Berkshire, je t’aime: Orchestra performs ‘Paris’

The Berkshire Symphony’s Friday night presentation of Paris marked the group’s first concert of the new year. Guest conductor Federico Cortese, stepping in for director Ronald Feldman, on sabbatical for the semester, led the orchestra in a spirited program of Stravinsky, Mozart and Tchaikovsky and won enthusiastic applause from the packed Chapin Hall crowd for his ferociously energetic efforts.

At first glance, the program title seems a misnomer: None of the three composers presented were French, nor did they write in a predominantly French style. Stravinsky had the most obvious connection to the country, for although he was born in Russia, it was in Paris that he first found success with the 1910 ballet The Firebird. The Suite No. 2 for Small Orchestra, played Friday night, was originally a series of piano duets written for his children. Orchestrated in 1921 for a Paris music hall, it was intended as incidental music for short theater sketches.

The first work on the program, Stravinsky’s suite highlighted the Berkshire wind players, who were well-balanced and had some nice solos, particularly in the trumpet and bassoon. The strings had a largely secondary role, adding color and texture to the wind melodies. The lurching, off-kilter rhythms that are Stravinsky’s hallmark were fully evident: None of these dances were danceable, with sudden stops, unexpected rhythmic accents and quirky melodies. I thought the thin orchestration, perhaps appropriate for a small Parisian theater, felt a bit underwhelming in the vast space of Chapin Hall. The last dance, “Galop,” used the strings in a larger role and was consequently the most satisfying. The orchestra responded well to the numerous accelerations and sudden silences, proving able to respond quickly to Cortese’s adjustments in both tempo and volume.

The drawbacks of performing in Chapin were more evident in the Mozart Symphony No. 31 in D Major, which demands extreme precision and clarity. Subtitled Paris, the piece was written in 1778 while a young Mozart, accompanied by his mother, searched for employment in the French capital. He was asked to write the symphony for a popular public concert series, and though it was received enthusiastically, his mother’s death a month after the performance and his inability to find a suitable job left Mozart with no choice but to go back home to Salzburg, alone and unemployed.

Cortese and the Berkshire gave an impressive performance of the piece, even if it sometimes seemed to lack a certain presence and force it would have in a less acoustically resonant hall. The second movement was particularly lovely, with a great balance between strings and woodwinds and much expressive playing. The strings were particularly effective at phrasing their long, singing lines, and Cortese took great care to balance the inner voices of the texture.

The trickier third movement, with its fast passages passed between the strings, was muddier sounding than the first two, but Cortese pushed the players to a rousing climax that garnered appreciative applause from the audience.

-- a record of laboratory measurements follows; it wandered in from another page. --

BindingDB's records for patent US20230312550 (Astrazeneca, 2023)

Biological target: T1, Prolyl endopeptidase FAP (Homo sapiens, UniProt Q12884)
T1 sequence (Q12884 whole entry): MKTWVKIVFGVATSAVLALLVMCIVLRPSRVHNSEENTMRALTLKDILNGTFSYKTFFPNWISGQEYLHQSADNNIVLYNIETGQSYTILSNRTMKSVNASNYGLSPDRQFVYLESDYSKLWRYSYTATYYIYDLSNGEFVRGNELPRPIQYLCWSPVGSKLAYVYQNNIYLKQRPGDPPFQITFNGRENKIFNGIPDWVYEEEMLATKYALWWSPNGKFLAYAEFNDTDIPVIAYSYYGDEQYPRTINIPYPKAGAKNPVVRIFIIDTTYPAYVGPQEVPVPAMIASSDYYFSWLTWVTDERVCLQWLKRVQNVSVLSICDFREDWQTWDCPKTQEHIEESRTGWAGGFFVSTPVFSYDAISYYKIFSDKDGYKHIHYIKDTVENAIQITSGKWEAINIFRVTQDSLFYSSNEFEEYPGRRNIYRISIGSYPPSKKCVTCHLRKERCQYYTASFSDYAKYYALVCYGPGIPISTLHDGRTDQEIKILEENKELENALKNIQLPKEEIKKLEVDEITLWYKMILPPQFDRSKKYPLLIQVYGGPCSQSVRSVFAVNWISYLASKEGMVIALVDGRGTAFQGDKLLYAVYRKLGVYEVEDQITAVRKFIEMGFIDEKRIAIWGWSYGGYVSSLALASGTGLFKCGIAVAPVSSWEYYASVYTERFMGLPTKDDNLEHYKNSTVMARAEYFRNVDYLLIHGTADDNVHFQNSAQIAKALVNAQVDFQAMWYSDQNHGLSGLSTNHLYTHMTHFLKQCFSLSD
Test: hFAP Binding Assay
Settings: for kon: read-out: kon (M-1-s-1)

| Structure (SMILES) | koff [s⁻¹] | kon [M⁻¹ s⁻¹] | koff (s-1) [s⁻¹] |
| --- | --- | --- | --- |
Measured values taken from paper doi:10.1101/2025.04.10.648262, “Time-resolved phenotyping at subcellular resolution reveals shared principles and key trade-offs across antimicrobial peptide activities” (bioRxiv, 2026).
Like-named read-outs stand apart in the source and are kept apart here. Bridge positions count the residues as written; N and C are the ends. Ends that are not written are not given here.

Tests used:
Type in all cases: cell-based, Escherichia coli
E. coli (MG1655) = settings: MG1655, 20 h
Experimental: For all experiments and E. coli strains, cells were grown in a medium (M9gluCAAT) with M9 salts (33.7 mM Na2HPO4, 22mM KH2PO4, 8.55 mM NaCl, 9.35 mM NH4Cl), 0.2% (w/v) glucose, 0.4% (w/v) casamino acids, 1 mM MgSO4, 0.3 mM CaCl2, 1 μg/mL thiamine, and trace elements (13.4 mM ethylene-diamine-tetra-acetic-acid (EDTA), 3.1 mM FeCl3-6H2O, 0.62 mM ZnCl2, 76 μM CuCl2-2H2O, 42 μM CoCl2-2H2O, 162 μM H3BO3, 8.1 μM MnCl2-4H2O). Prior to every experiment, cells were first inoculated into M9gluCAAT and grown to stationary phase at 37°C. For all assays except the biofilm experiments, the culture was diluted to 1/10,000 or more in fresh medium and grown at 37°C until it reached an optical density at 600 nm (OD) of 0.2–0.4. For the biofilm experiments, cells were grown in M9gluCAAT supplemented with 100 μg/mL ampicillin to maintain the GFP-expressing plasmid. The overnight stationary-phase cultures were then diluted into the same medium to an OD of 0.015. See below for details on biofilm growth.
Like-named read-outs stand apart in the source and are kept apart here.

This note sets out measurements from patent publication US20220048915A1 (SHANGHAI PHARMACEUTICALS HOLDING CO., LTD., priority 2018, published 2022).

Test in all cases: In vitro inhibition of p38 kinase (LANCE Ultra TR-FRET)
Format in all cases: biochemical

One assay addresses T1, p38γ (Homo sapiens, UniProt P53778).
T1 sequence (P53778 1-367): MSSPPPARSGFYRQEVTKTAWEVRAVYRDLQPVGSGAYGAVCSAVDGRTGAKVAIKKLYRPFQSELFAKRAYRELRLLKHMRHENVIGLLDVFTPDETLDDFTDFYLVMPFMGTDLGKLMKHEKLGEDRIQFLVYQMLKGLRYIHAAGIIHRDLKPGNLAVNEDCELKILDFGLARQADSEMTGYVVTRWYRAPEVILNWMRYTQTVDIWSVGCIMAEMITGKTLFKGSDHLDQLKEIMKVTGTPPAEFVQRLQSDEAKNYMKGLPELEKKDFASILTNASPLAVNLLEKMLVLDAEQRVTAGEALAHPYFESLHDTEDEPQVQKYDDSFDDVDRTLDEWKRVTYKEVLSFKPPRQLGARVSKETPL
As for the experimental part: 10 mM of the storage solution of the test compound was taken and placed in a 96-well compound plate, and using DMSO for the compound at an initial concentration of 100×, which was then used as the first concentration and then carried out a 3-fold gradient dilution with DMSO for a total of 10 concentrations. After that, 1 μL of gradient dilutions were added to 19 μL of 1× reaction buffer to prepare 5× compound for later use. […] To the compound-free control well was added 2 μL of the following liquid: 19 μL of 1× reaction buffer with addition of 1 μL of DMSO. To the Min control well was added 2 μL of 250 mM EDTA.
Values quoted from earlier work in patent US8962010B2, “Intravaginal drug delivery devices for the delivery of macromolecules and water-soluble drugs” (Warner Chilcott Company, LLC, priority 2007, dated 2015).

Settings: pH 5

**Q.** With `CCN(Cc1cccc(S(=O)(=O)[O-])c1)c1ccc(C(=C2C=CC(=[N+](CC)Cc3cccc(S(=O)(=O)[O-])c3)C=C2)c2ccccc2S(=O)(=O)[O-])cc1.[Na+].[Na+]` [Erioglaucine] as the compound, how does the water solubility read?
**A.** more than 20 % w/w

The final work on the program, Tchaikovsky’s Symphony No. 5 in E Minor, was written in 1888, five years before the composer’s death. After a poor initial reception, disparaged by even the composer himself, the symphony has gone on to become one of his more popular orchestral works. Though it has no real connection to Paris, its powerfully redemptive spirit was a gratifying conclusion to Friday night’s concert.

The second half of the program began as the anticipatory crowd settled into its seats after intermission. The orchestra did not disappoint: The first movement was full of blooming, expressive string phrasing, beautiful solos in the clarinet and bassoon and powerful brass punctuations. I was impressed by Cortese’s expansive phrasing and his ability to gather and sustain momentum through to the end of a movement. The Tchaikovsky, more than the other works on the program, seemed an ideal vehicle for these abilities.

The second movement started with a mournful phrase in the cellos and violas and featured a striking horn solo. It was in this movement that the musicians seemed most attuned to Cortese’s delicate expression, and it resulted in some of the most subtle and well-balanced playing I have heard from the Berkshire.

The fourth movement began with a powerful, gauzy melody on the lowest string of the violins. The theme from the first movement was then transformed into a powerful march, winding through various tempo changes and variations in texture and color before ending deliberately and with great strength. The buildup of energy at the end of the movement was tremendous, and the audience was eager to applaud the orchestra.

The piece greatly benefited from the use of risers for the wind and brass players, new to the Berkshire. They were especially appropriate when the brass had powerful chords or needed to match the sound of 40 string players. It also greatly benefited from the intensity of Cortese’s conducting gestures. Never careless or merely bombastic, he was able to coax great power and great subtlety from the orchestra.

The audience loved watching the conductor’s animated movements, from his emphatic stabbing gestures for entrances to the way he flung his arms out wide for climaxes. He even managed a small jump near the end of the first movement of the Tchaikovsky. In return, the Berkshire players generally matched his enthusiasm. By the end of the concert, Cortese had clearly endeared himself to both crowd and orchestra, eliciting a quick standing ovation and, for a Berkshire concert, a surprising number of whoops and calls.

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